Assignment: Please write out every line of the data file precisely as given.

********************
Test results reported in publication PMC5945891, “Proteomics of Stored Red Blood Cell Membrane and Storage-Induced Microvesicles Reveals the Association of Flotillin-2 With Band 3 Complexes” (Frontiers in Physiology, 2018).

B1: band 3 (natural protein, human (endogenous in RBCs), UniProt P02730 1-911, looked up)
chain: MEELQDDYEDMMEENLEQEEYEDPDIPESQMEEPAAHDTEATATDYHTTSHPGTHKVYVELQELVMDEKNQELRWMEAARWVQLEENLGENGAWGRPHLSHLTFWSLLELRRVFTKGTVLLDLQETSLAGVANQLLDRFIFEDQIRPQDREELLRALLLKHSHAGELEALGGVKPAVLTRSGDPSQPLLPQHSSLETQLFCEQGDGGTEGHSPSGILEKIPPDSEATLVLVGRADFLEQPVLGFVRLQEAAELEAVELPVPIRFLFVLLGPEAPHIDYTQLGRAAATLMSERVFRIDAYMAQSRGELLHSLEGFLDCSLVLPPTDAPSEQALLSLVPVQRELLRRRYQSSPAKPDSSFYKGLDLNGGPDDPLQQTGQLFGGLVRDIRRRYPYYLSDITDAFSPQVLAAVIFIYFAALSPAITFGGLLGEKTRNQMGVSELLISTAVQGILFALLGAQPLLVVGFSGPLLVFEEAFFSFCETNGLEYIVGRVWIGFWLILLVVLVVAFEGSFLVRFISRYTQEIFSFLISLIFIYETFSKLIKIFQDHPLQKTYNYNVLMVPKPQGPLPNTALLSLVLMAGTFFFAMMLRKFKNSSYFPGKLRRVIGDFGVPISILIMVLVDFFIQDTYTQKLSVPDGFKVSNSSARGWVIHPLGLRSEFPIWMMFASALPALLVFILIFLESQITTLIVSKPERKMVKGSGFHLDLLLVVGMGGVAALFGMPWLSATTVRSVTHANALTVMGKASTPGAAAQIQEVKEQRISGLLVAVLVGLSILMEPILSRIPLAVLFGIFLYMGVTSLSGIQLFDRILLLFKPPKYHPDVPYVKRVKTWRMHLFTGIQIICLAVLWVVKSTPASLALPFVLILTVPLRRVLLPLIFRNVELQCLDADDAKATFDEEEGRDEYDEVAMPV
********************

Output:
Test results reported in publication PMC5945891, “Proteomics of Stored Red Blood Cell Membrane and Storage-Induced Microvesicles Reveals the Association of Flotillin-2 With Band 3 Complexes” (Frontiers in Physiology, 2018).

B1: band 3 (natural protein, human (endogenous in RBCs), UniProt P02730 1-911, looked up)
chain: MEELQDDYEDMMEENLEQEEYEDPDIPESQMEEPAAHDTEATATDYHTTSHPGTHKVYVELQELVMDEKNQELRWMEAARWVQLEENLGENGAWGRPHLSHLTFWSLLELRRVFTKGTVLLDLQETSLAGVANQLLDRFIFEDQIRPQDREELLRALLLKHSHAGELEALGGVKPAVLTRSGDPSQPLLPQHSSLETQLFCEQGDGGTEGHSPSGILEKIPPDSEATLVLVGRADFLEQPVLGFVRLQEAAELEAVELPVPIRFLFVLLGPEAPHIDYTQLGRAAATLMSERVFRIDAYMAQSRGELLHSLEGFLDCSLVLPPTDAPSEQALLSLVPVQRELLRRRYQSSPAKPDSSFYKGLDLNGGPDDPLQQTGQLFGGLVRDIRRRYPYYLSDITDAFSPQVLAAVIFIYFAALSPAITFGGLLGEKTRNQMGVSELLISTAVQGILFALLGAQPLLVVGFSGPLLVFEEAFFSFCETNGLEYIVGRVWIGFWLILLVVLVVAFEGSFLVRFISRYTQEIFSFLISLIFIYETFSKLIKIFQDHPLQKTYNYNVLMVPKPQGPLPNTALLSLVLMAGTFFFAMMLRKFKNSSYFPGKLRRVIGDFGVPISILIMVLVDFFIQDTYTQKLSVPDGFKVSNSSARGWVIHPLGLRSEFPIWMMFASALPALLVFILIFLESQITTLIVSKPERKMVKGSGFHLDLLLVVGMGGVAALFGMPWLSATTVRSVTHANALTVMGKASTPGAAAQIQEVKEQRISGLLVAVLVGLSILMEPILSRIPLAVLFGIFLYMGVTSLSGIQLFDRILLLFKPPKYHPDVPYVKRVKTWRMHLFTGIQIICLAVLWVVKSTPASLALPFVLILTVPLRRVLLPLIFRNVELQCLDADDAKATFDEEEGRDEYDEVAMPV